For Dr. Neil McFarland, UW Medicine, it was talking with a college professor living in a Jordanian refugee camp that left an impression. Bombs had destroyed the man’s home, forcing him to flee the country.
The staggering number of refugees hit Jennifer Butte-Dahl upon her return to Seattle in September, after volunteering with Shelterbox on the island of Lesbos in Greece. The U.S. had agreed to accept 10,000 Syrian refugees — about the same number of refugees who had arrived on the island in just the last few days. Butte-Dahl is the director of the Jackson School’s M.A. in Applied International Studies.
Several stories told by the panelists at the Jackson School Oct. 6 event, “Focus on Syria: A Humanitarian Crisis,” were deeply personal, with a stinging realization that the people who have been displaced from Syria are not unlike the middle-class Americans who attended the panel. Syrian youths are educated and tech-savvy. Butte-Dahl said she is now getting social media updates from the many refugees who became friends.
Associate Professor Kathie Friedman, an expert in human migration in the Jackson School, said the obligations of countries in Europe to accept refugees are not clear-cut. She cited the Convention relating to the Status of Refugees, which requires countries to protect refugees who are on their territory. But she also said that people fleeing war are not always included in the refugee definition. And a state doesn’t have to meet any refugee obligations if it can prevent refugees from reaching its borders in the first place.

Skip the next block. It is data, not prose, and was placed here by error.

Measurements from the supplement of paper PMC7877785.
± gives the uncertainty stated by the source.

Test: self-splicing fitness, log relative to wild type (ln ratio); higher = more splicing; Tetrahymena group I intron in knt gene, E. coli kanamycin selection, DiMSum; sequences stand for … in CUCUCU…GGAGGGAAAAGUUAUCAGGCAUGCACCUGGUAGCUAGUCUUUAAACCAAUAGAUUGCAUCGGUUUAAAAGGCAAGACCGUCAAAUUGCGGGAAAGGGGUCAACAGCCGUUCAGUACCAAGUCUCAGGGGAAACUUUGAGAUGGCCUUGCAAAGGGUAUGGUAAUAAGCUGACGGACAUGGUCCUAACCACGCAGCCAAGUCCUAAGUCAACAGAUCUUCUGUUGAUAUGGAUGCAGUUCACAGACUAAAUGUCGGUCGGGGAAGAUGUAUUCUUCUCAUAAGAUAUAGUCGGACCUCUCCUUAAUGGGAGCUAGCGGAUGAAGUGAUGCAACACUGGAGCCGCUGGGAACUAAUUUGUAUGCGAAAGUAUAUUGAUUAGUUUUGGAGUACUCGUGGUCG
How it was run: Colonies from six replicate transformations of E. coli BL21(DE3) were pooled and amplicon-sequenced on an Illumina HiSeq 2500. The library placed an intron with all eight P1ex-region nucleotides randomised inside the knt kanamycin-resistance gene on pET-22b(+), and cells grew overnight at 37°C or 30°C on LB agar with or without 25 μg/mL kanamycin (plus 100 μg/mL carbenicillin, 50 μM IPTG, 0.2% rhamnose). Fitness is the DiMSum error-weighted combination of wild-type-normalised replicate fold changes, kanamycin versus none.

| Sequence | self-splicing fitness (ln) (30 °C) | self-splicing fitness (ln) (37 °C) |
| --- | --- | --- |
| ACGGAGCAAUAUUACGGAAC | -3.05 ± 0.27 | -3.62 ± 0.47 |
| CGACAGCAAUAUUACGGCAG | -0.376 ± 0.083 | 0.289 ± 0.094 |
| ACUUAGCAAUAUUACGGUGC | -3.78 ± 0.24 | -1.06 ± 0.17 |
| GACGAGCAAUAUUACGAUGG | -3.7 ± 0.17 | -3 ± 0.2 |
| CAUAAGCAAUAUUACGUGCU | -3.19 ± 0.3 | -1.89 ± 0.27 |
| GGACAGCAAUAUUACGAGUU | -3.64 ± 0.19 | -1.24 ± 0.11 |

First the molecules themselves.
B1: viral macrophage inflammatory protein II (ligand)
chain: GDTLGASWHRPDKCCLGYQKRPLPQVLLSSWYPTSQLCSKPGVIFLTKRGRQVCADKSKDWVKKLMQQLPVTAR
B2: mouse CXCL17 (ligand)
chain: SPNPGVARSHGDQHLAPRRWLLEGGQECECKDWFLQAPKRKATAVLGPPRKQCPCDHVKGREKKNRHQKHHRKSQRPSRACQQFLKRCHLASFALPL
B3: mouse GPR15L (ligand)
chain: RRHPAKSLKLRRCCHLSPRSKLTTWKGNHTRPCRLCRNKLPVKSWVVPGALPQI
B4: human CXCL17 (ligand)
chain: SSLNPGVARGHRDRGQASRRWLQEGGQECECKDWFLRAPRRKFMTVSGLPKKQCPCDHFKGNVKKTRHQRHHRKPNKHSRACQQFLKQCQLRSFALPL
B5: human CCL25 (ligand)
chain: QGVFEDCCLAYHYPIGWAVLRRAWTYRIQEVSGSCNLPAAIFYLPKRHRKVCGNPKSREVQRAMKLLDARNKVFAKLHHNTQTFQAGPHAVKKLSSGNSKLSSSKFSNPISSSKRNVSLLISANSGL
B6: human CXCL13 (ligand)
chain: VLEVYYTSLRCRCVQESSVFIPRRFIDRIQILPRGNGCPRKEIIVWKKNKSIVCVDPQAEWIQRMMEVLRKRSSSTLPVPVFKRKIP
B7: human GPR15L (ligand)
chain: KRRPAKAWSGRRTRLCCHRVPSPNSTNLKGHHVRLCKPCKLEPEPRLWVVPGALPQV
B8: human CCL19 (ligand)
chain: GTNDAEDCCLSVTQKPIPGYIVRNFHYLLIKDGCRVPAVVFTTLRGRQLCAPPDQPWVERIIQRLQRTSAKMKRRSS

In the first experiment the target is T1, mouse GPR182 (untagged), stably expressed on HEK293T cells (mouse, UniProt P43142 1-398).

Friedman said that a deal to impose refugee quotas in Europe, as well as to speed up the registration process and help countries that neighbor Syria, have eased the border crisis. But migration will continue, she said. “Refugees need to be able to work legally. They have skills and education and can support themselves if given the chance.”
MAAIS Director Butte-Dahl introduced Jonathan Scanlon, senior advocacy advisor at Oxfam America, who urged attendees to contact members of Congress to ask them to accept 100,000 refugees. Other panelists offered caveats to this request: Professor Friedman said that besides continuing to fund security clearances, refugees also need the resources and cash assistance to integrate properly. She said that after the Vietnam War, cash assistance helped refugees for three years. Today, refugees only receive from three to eight months of assistance.
“There are a lot of people trying to do the right thing,” Butte-Dahl concluded. “We need to look at how we can get them on their feet.”
Jackson School Director Reşat Kasaba moderated the panel. Joining the panel via Skype was Mark S. Ward, director of the Syrian Transition Assistance and Response Team (START) at the U.S. Embassy in Ankara, Turkey. At his request, his comments were not recorded.
By Kristina Bowman, firstname.lastname@example.org.